Still think password managers are flawed... better to use long sentences - "ILikeToEat56RedBananas" or some such... and have a different one for each website.... becomes a pain, but theme the sentences to each site and perhaps you won't forget them...

"ILoveTyping73LongTrollLikeSentences" could be a good PW for Techspot :)
I have a nonsensical phrase for my master password and let lasspass come up with the rest. Using the same long password for everything is not necessarily bad as long as the websites use proper login protocols but you bet some save passwords instead of an mathematical hash.
 

CharmsD

TS Enthusiast
TechSpot Elite
I have a nonsensical phrase for my master password and let lasspass come up with the rest. Using the same long password for everything is not necessarily bad as long as the websites use proper login protocols but you bet some save passwords instead of an mathematical hash.
I thought the same long password was a good one, until you posted it. :)
 

tipstir

TS Ambassador
51. WiFi
52. SONY
53. LifeIsGood
54. HONDA
55. GMarkofExcellence
56. PoppysChicken
57. Whirlpool
58. MyLastName
59. MyFirstName
60. MyDOA
 

Phyrino

TS Rookie
I work at a IT company. We have to change passwords every third month. Yea, really safe.

I can see many of my former passwords on this list.
 

docbill

TS Rookie
This is great. I need to change my password once a week, and this gives me a list to use for the year!
 

docbill

TS Rookie
Actually I must confess I did use one of these passwords once. My son started using a computer when he was 3, and I needed a password for him he could remember.
 

HyperPete

TS Enthusiast
Still think password managers are flawed... better to use long sentences - "ILikeToEat56RedBananas" or some such... and have a different one for each website.... becomes a pain, but theme the sentences to each site and perhaps you won't forget them...

"ILoveTyping73LongTrollLikeSentences" could be a good PW for Techspot :)
Why do you believe password managers are "flawed"? Why is your short sentence better than this randomly generated password, for example?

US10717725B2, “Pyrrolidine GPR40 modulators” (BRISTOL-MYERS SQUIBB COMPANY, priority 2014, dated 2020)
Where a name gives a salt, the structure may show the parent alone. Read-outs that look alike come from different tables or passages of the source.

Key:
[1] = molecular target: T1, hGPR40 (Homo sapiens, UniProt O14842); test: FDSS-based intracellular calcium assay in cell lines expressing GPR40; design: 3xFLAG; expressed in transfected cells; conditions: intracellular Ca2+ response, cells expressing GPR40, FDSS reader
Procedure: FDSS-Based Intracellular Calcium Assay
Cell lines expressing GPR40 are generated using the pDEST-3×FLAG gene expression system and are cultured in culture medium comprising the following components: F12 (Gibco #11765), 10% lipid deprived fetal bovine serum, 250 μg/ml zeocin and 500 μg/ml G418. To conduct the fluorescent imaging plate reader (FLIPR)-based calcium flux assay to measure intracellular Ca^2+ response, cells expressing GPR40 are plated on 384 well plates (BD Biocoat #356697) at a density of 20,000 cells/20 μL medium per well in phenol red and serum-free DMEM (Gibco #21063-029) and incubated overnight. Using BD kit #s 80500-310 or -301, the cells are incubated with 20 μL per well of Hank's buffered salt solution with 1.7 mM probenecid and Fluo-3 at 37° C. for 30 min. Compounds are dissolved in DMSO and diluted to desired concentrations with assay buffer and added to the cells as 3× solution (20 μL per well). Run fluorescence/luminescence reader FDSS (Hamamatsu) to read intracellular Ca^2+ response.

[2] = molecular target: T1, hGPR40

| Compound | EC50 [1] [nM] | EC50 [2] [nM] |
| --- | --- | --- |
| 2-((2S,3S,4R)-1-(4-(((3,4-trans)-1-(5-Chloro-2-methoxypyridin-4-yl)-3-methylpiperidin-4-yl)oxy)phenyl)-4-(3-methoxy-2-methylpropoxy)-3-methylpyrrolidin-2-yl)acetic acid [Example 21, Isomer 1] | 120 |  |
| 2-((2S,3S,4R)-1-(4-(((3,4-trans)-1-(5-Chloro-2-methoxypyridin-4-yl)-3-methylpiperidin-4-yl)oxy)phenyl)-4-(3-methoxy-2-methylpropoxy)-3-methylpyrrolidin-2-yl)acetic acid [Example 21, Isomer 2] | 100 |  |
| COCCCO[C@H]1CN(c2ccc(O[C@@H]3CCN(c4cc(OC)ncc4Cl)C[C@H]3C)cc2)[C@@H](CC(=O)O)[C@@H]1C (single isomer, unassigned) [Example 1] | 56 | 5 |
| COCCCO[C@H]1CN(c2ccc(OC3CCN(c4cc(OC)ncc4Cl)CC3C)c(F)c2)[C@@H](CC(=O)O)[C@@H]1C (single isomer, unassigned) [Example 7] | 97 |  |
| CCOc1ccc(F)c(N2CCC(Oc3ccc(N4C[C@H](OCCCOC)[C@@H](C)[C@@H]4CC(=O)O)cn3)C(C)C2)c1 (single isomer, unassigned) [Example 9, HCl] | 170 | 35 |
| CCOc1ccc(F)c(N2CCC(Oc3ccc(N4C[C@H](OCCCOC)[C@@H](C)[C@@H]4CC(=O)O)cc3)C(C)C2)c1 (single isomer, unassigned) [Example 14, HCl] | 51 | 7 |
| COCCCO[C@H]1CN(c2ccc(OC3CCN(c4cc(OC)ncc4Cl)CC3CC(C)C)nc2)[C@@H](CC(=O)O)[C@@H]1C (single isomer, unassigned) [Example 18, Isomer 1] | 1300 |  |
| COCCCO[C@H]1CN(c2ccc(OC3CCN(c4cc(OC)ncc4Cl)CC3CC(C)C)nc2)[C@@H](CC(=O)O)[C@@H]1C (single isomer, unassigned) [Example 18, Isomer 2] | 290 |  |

gMMaZgr9Ni@9j%Bjnc0FmXlOGI6Luf$EEGjSgGYN!$Tws^h4VI7CcW6@s$GZ144xETV7l^L#Ly!a4F3cd7omQU0$ZI$hYc3*Z#k

In my opinion, the BIGGEST flaw is the way in which websites limit passwords. PayPal uses a maximum of 16 characters which totally SUCKS, in my opinion. I use a 99 character randomly generated password something like the one I posted above for websites (such as Google) that permit it.

So long as I use a strong password for the master password for my password manager and change it regularly, I believe that I am much safer than you are. Furthermore, my password manager allows me to run a test against all of my stored passwords and search for possible online breaches, weak passwords, duplicate passwords, and even old passwords . I .am then provided a detailed review which allows me (prompts me) to correct any potential shortcomings or flaws

I retired from a position in Network Security, CyberSecurity, and Identity Access Management. I always use safe practices. My password manager's evaluation places me in the 94th percentile of all users and the top 1% in security for the 470 sites I have secured within the manager. Let me see you do this just memorizing sentences for every single website you access.

I would be unable to achieve this without a password manager.
 

Squid Surprise

TS Evangelist
Why do you believe password managers are "flawed"? Why is your short sentence better than this randomly generated password, for example?

gMMaZgr9Ni@9j%Bjnc0FmXlOGI6Luf$EEGjSgGYN!$Tws^h4VI7CcW6@s$GZ144xETV7l^L#Ly!a4F3cd7omQU0$ZI$hYc3*Z#k

In my opinion, the BIGGEST flaw is the way in which websites limit passwords. PayPal uses a maximum of 16 characters which totally SUCKS, in my opinion. I use a 99 character randomly generated password something like the one I posted above for websites (such as Google) that permit it.

So long as I use a strong password for the master password for my password manager and change it regularly, I believe that I am much safer than you are. Furthermore, my password manager allows me to run a test against all of my stored passwords and search for possible online breaches, weak passwords, duplicate passwords, and even old passwords . I .am then provided a detailed review which allows me (prompts me) to correct any potential shortcomings or flaws

I retired from a position in Network Security, CyberSecurity, and Identity Access Management. I always use safe practices. My password manager's evaluation places me in the 94th percentile of all users and the top 1% in security for the 470 sites I have secured within the manager. Let me see you do this just memorizing sentences for every single website you access.